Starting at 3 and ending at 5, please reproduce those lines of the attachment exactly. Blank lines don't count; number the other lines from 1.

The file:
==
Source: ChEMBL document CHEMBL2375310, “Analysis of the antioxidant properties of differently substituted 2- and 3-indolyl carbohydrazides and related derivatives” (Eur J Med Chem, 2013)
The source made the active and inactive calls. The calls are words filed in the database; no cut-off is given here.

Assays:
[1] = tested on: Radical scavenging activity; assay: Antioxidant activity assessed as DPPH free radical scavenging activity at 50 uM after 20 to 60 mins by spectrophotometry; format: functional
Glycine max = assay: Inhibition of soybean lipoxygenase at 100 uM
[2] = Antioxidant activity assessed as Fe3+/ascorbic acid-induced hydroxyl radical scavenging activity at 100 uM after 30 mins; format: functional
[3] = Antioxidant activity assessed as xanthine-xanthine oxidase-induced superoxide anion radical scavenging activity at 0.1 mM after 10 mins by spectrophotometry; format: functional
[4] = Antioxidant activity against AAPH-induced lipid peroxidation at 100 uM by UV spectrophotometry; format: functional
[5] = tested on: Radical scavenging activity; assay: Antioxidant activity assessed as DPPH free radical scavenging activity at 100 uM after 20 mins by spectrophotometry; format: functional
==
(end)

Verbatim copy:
Assays:
[1] = tested on: Radical scavenging activity; assay: Antioxidant activity assessed as DPPH free radical scavenging activity at 50 uM after 20 to 60 mins by spectrophotometry; format: functional
Glycine max = assay: Inhibition of soybean lipoxygenase at 100 uM